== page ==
Whether you are just recently installed a septic tank, have purchased a home with a septic system or have a septic tank system on site on your property for many years, you need to take ownership for ensuring you have some knowledge about how the system works. There are experts available to resolve issues and carry out maintenance but a little knowledge goes a long way.
Being able to identify potential problems with septic tanks as soon as possible as well as understanding how to prevent blockage can save you a lot of money on costly repairs. It can also spare your family from any nasty odours occurring as a result of a serious issue.
You don’t have to dust off the system manual that you could never quite get your head around or start trawling through technical brochures and information sheets online. You just need to get to grips with some essential basic knowledge about septic tanks:
Understand What Should Not Enter The System
Your septic system cannot tolerate and break down any other materials apart from toilet paper or human waste. You will need to ensure that female hygiene products, nappies and baby wipes are never flushed down the toilet as these are key culprits of blockage in a septic tank unit. Washing grease and chemicals down the sink can also clog your system as well as contaminating nearby soil and groundwater so this should also be avoided.
Monitor the Scum Levels
Scheduled visits every 1-5 years (depending on tank size and usage) from your local septic tank cleaning and inspection team will ensure that scum levels do not reach critical levels. However, you should always conduct your own inspections every 6 months as scum levels may surge significantly if there is an issue with your tank or if your household increases their wastewater output.
If the bottom scum layer is within 6 inches of the bottom or if the top of the sludge is within 12 inches of the T-shaped outlet (which prevents scum from exiting the tank), you will need to immediately request a septic tank de-sludge.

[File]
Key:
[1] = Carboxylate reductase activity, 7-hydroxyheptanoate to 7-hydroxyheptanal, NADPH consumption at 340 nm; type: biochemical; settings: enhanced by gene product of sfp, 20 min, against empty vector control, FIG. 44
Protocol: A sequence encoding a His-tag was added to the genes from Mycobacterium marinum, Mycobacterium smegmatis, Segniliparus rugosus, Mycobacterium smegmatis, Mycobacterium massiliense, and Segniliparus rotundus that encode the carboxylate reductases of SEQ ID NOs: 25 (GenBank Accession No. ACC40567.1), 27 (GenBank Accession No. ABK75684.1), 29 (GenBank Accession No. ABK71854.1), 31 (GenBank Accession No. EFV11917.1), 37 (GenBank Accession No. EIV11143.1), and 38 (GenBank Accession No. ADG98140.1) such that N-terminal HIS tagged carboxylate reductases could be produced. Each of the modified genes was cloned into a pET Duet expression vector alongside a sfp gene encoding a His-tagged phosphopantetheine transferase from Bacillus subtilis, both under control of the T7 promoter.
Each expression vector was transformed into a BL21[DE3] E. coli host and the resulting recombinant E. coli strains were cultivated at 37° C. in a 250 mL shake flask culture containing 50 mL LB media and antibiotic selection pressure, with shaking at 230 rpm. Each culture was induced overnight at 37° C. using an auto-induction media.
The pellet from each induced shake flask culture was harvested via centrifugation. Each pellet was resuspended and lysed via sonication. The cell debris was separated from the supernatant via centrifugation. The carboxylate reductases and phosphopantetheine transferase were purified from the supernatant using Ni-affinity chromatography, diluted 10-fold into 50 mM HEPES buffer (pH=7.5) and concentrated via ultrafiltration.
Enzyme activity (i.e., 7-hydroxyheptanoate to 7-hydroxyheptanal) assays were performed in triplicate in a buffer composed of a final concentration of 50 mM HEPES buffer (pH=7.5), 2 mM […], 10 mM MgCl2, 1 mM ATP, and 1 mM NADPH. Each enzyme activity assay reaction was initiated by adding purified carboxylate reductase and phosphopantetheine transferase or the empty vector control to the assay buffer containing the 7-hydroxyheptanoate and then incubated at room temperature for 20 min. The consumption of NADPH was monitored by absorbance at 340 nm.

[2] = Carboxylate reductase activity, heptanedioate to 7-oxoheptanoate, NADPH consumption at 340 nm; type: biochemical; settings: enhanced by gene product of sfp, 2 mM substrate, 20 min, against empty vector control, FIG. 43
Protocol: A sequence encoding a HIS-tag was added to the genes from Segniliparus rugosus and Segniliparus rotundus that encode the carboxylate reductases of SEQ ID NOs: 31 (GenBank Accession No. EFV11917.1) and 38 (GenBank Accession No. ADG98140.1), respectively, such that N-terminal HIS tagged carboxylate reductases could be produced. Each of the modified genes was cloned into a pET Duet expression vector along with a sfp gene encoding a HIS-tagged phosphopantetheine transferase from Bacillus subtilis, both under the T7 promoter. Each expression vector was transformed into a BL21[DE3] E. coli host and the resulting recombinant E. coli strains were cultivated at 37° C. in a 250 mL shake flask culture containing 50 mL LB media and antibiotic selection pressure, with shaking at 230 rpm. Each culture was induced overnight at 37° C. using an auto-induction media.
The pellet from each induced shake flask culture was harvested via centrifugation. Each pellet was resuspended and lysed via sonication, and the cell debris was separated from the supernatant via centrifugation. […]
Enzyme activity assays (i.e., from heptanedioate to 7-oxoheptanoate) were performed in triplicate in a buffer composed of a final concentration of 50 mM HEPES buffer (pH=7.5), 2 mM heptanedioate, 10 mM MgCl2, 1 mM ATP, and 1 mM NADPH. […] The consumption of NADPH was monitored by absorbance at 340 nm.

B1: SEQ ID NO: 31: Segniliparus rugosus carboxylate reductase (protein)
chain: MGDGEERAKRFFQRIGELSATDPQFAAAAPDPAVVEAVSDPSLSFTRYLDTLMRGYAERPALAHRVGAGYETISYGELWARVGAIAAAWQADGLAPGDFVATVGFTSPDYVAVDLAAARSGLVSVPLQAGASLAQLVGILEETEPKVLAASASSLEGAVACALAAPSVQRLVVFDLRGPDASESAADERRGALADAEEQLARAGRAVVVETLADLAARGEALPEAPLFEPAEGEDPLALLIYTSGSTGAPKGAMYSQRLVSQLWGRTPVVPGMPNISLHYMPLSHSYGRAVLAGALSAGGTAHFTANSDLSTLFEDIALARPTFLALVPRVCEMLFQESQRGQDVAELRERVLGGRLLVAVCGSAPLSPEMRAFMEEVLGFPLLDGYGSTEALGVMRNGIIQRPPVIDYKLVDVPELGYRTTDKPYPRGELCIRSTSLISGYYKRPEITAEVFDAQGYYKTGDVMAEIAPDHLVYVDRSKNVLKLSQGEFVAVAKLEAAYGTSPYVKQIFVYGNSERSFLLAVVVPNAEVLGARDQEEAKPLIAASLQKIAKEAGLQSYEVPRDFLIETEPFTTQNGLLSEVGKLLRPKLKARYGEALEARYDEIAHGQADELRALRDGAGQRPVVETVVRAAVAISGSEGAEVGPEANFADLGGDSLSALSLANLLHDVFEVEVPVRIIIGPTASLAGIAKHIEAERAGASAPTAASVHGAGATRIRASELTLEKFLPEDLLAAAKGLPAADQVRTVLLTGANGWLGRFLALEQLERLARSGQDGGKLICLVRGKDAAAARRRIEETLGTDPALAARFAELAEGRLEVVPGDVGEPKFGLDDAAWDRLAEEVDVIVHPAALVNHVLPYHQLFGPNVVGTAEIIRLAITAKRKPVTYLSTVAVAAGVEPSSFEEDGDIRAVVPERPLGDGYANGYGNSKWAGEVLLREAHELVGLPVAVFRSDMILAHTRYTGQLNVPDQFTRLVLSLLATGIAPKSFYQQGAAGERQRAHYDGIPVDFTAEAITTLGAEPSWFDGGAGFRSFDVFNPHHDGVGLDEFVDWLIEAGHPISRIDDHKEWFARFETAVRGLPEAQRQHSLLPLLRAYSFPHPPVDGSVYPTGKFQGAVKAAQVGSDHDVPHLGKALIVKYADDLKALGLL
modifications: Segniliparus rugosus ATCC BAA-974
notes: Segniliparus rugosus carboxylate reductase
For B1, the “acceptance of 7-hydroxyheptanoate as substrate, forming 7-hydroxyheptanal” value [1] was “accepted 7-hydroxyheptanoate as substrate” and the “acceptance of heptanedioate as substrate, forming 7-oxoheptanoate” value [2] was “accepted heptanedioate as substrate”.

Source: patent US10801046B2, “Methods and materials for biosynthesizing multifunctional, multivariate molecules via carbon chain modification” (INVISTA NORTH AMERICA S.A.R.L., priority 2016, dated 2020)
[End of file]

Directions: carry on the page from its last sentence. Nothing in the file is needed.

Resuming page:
Do not Heavily Obstruct The System
Your septic tank should be clearly identifiable. If you don’t want it to be visible, decorate the area with some plant pots but do not place any heavy objects on the top of the surface such as fountains or concrete blocks.
After all, your septic tank will have to be cleaned and maintained and such heavy items would prove difficult to be frequently moving about each time. Do not drive over the area – even in a garden lawnmower if possible.
Know the Signs of System Failure
When it comes to septic tanks, the quicker an issue can be remedied, the less costly and significant the solution required. Know how to spot the signs of a potential problem. Common warning signs include sewage back-up in your home, undesirable odours emitted from the area surrounding the tank, a damp percolation field, puddles of water around the tank area, slow flushing or non-flushing toilets, gurgling pipes and slow drains can all be indicators of issues with your septic tank system.
Owning a septic tank is like owning a car; you don’t need to be a mechanical expert, but you do need to know how to interpret warning signs and ensure adequate upkeep!